USA UU It has touched rock bottom with Russia. This is not going to end well



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This article appeared for the first time on the site of the Wilson Center.

I am an American expert in Russia. It is my job to pay close attention to the ups and downs of the relationship between EE. UU And Russia, with the aim of helping lawmakers, the press and the general public understand what is happening.

Under normal circumstances, such understanding would be useful to design a better policy and to more effectively manage the challenges and opportunities we face with Russia.

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But this is anything but normal circumstances, and it makes no sense to say anything about politics unless we first recognize why our circumstances are what What are they.

The United States has never had a more dysfunctional or less effective relationship with post-Soviet Russia than today. While it is more than fair to blame that dysfunction on Putin – and on Trump, Medvedev, Obama and other past and present heads of state – I fear that now it has causes far deeper than state policies.

On the Russian side, the dysfunction is based on insecurities and grievances stoked by widely accepted conspiracy theories and historical narratives, all of which amounts to labeling the United States as public enemy number one.

It is also based on the tolerance of ordinary Russians to consolidated authoritarianism, the Kremlin at the top of the "power side" to the corrupt and unchecked thugs at the bottom.

 GettyImages-872528266 Donald Trump shakes hands of Vladimir Putin at the gala dinner of leaders of the Asia-Pacific Economic Cooperation Summit (APEC) in the central Vietnamese city of Danang on November 10, 2017. MIKHAIL KLIMENTYEV / AFP / Getty ]

On the US side, the dysfunction is different but it could be said to be just as profound. It begins with a national state of mind that combines the paranoia of the Cold War style about the man in the Russian coat with a zero-sum vision, "us against them" of everything from taxes to public safety.

These disturbing trends find resonance in the media, and a civic culture in which any sense that there are rules of decency has been trampled for a long time.

We should not have illusions. Vladimir Putin is a big problem for the United States, as it is for his neighbors and for his own people.

He has crushed all outbreaks of liberal democracy in Russia, invaded Ukraine to seize his sovereign territory by force, at the cost of more than 10,000 lives, and he has supported the dictator Bashar Assad in Syria, with blood of hundreds of thousands in their hands.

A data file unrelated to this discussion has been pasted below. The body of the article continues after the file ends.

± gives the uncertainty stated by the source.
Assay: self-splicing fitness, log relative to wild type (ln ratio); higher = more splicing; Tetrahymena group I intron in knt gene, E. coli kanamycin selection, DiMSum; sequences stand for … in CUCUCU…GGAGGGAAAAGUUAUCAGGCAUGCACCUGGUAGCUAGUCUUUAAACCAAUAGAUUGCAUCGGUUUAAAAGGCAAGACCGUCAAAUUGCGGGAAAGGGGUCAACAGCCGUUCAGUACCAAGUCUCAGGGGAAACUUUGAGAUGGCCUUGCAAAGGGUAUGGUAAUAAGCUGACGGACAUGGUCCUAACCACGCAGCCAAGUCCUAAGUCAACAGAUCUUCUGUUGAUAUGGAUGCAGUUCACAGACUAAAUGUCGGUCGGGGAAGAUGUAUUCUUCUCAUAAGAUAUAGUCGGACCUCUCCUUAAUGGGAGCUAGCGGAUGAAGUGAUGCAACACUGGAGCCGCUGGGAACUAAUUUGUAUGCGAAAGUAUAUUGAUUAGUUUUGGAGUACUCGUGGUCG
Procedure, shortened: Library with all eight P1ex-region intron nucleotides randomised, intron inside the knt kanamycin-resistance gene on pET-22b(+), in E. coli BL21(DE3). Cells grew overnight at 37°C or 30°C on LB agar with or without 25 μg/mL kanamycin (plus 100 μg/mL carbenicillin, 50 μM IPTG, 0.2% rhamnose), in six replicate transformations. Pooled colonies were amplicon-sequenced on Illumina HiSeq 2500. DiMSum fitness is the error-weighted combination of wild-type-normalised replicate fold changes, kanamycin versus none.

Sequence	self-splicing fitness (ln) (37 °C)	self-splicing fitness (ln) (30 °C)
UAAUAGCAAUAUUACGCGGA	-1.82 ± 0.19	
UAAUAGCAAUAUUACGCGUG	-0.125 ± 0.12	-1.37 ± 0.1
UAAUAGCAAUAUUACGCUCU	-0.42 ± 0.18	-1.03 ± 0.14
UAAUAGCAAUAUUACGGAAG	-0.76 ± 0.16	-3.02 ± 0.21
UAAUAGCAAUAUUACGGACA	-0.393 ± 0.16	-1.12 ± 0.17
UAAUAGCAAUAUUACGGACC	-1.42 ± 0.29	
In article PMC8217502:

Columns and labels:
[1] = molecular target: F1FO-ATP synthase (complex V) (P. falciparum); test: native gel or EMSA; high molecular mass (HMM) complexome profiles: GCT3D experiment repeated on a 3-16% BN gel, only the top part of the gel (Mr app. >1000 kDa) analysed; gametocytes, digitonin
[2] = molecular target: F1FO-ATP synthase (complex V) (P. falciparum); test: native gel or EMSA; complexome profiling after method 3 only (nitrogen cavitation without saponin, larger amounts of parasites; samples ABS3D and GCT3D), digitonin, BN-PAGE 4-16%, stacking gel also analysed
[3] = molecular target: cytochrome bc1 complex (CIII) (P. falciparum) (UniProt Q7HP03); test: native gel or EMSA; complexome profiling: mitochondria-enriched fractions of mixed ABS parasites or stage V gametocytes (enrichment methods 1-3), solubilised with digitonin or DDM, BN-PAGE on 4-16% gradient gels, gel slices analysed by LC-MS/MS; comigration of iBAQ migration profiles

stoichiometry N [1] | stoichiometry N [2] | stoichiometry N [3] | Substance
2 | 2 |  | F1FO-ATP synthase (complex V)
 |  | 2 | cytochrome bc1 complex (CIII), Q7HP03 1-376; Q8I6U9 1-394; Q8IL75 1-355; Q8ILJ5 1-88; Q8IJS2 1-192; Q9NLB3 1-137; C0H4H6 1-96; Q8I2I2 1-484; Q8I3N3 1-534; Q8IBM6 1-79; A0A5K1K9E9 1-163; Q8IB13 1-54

Evidence is rapidly rising of Russia's interference in the 2016 US elections and its continued operations, ostensibly aimed at eroding democratic politics, social cohesion and security alliances from Europe to Latin America. These are serious threats and must be received with clarity, strength and resolution.

However, not one of these threats posed by Russia has a military solution. We can hit the Russians as hard as we want, to "punish" them for their bad behavior, but as long as they have the ability to strike back, they will, and the cycle will continue.

Such escalation entails unacceptable risks.

As Ronald Reagan said, a nuclear war between the US UU and Russia can not be won, so you should never fight. That means that Americans will have to make difficult decisions about what tools of our national power to use to manage relations with Russia.

The good news is that we have an impressive arsenal, if we can carry it out intelligently.

In addition to our armed forces, which in any measure are the strongest in the world, the US economy. UU It is still the largest, and far surpbades even a fast-growing China as a center of investment and innovation for the whole world. The greatest badet of the United States has been its incomparable soft power: the attractive strength of our culture, our values, our willingness to lead and, when necessary, to sacrifice ourselves.

These strengths can lead us to victory over the Russian threat, and any other-long term.

But meanwhile, our vital national interests, including our security, prosperity and our own identity, are at risk because of the dysfunction that affects our national life.

This problem is much bigger than US-Russian relations, but it reaches a critical point in the contest between Washington and Moscow.

Consider Russia's treatment today in much of our national debate. Somehow it is a great threat – apparently capable of stealing all our secrets, manipulating our leaders, brainwashing our electorate – and yet it is also the target of jokes, which do not even deserve the grudging respect that A wise warrior grants his adversary.

In the rush to unearth and erase the nefarious Russian influence in our country, Americans have adopted a logic of conspiracy theories and strictly zero-sum thinking that, if anything, is familiar to Russians for decades of Soviet life and post-Soviet

In this climate, efforts to understand and explain Russian behavior as more than terrestrial expressions of evil are condemned, as victories for Russian propaganda and calls for diplomatic engagement are dismissed as irremediably naive.

When it comes to Russia, there simply is not a longer space for the pragmatism that has been at the very center of our American worldview, and that ensured our survival and success despite a half century of Cold War.

This is not what we are as Americans. That's not how good people behave. And, most importantly, this can not end well.

Matthew Rojansky is Director of the Kennan Institute at the Woodrow Wilson Center in Washington, D.C.

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